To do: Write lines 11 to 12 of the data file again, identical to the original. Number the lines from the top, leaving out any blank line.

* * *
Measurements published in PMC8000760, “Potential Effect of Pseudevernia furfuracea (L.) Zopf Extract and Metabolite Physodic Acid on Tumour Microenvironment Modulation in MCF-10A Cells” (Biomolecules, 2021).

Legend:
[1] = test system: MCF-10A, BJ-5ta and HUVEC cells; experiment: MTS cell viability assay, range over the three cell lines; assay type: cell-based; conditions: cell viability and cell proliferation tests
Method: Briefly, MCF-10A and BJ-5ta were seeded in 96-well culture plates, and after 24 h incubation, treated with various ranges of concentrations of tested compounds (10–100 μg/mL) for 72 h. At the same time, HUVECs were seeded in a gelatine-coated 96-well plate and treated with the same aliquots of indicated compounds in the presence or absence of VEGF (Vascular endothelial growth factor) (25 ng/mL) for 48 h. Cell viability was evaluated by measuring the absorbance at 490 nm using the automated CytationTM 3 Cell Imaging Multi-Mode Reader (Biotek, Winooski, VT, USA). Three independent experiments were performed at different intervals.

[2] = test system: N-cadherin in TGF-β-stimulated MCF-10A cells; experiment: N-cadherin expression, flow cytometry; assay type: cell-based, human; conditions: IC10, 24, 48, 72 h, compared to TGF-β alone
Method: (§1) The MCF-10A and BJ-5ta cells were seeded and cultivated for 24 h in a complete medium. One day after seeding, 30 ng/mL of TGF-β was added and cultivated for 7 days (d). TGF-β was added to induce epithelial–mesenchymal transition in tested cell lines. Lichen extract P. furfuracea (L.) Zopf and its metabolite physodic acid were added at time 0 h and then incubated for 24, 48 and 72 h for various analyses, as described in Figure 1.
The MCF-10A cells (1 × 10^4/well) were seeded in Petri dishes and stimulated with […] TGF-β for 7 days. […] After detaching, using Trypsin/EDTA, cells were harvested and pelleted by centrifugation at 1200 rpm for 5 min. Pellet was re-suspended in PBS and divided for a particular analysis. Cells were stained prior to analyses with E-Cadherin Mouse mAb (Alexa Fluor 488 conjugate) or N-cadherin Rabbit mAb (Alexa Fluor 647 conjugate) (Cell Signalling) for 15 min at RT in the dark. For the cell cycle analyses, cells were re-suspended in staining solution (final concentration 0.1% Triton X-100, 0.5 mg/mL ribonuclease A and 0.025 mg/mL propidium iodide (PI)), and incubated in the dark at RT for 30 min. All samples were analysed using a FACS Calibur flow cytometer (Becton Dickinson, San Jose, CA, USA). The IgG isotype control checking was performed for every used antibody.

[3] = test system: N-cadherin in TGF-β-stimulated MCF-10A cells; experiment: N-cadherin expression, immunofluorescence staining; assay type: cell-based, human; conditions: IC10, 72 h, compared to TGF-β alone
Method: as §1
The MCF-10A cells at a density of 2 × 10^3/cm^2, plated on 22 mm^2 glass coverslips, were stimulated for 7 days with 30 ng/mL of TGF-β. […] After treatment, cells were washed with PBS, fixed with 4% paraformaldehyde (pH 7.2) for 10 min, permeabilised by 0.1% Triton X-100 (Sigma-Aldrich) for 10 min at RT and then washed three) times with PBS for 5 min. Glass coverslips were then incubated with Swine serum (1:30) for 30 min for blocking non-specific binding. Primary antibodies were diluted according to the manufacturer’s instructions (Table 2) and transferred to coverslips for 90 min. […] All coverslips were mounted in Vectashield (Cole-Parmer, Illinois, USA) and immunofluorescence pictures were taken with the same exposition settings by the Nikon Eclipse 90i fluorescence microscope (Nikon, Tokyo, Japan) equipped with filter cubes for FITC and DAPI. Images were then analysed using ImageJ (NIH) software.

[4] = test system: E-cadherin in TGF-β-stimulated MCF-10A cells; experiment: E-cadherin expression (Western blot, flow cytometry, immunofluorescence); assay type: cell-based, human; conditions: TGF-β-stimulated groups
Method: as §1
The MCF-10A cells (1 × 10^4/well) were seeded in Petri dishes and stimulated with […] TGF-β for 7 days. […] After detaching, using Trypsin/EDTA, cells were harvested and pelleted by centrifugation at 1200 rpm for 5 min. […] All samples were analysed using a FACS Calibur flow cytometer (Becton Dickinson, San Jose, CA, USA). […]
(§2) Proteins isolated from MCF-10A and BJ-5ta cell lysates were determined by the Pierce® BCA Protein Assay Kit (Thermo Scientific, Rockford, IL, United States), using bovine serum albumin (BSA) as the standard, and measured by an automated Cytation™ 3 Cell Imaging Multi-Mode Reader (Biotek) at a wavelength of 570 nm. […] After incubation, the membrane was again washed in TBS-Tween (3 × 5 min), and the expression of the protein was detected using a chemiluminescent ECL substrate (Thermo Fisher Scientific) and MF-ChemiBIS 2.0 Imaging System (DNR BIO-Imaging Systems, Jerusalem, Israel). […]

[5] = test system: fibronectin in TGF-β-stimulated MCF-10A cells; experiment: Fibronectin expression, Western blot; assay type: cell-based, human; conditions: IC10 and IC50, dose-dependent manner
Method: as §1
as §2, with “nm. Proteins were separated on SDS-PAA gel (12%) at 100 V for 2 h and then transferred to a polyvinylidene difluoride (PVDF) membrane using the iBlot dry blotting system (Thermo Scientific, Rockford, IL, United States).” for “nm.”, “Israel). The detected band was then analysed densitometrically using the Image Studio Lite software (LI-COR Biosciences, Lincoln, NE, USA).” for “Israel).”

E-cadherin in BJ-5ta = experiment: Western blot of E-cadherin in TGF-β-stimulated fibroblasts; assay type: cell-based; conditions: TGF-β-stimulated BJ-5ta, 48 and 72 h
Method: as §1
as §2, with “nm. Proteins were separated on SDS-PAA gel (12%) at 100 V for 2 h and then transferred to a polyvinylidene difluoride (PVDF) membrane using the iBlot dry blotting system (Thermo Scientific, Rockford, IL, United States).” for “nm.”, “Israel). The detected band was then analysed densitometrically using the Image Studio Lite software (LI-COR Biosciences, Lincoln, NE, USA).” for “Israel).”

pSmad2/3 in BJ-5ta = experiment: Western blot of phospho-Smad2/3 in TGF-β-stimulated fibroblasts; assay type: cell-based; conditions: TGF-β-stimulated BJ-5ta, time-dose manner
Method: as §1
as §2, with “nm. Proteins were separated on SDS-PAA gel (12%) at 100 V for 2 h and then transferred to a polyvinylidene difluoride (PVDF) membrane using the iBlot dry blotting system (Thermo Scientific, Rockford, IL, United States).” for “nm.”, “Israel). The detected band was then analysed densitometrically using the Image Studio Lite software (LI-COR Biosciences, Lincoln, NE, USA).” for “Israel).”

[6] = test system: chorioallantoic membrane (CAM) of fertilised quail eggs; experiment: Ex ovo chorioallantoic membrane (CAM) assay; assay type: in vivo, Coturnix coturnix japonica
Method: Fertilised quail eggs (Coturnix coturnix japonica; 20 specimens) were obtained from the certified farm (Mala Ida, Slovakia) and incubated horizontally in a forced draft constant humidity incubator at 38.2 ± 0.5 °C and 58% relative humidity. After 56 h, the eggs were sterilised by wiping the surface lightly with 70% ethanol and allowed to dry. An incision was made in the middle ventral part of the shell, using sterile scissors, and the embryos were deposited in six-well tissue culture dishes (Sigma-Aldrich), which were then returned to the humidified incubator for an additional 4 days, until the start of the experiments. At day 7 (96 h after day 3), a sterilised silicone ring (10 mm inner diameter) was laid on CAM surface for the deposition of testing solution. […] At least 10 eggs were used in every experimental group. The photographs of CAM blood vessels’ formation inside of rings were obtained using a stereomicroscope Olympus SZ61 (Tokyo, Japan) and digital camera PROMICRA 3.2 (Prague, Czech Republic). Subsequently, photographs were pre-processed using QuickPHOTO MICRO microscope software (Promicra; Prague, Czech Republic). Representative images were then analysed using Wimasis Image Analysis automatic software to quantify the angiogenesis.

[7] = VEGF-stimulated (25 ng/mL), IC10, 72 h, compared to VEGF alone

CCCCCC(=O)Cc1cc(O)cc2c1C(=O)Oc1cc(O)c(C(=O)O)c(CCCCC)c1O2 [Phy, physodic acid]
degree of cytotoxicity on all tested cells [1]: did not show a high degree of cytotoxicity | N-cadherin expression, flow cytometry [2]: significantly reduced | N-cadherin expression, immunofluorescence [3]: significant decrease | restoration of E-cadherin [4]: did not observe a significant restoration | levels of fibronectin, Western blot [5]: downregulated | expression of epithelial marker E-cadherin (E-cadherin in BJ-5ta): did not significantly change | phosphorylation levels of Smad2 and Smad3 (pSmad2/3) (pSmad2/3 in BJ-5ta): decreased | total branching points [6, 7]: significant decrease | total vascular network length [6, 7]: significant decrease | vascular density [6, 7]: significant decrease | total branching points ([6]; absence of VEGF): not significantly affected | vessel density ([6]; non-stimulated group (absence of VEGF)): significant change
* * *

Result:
[4] = test system: E-cadherin in TGF-β-stimulated MCF-10A cells; experiment: E-cadherin expression (Western blot, flow cytometry, immunofluorescence); assay type: cell-based, human; conditions: TGF-β-stimulated groups
Method: as §1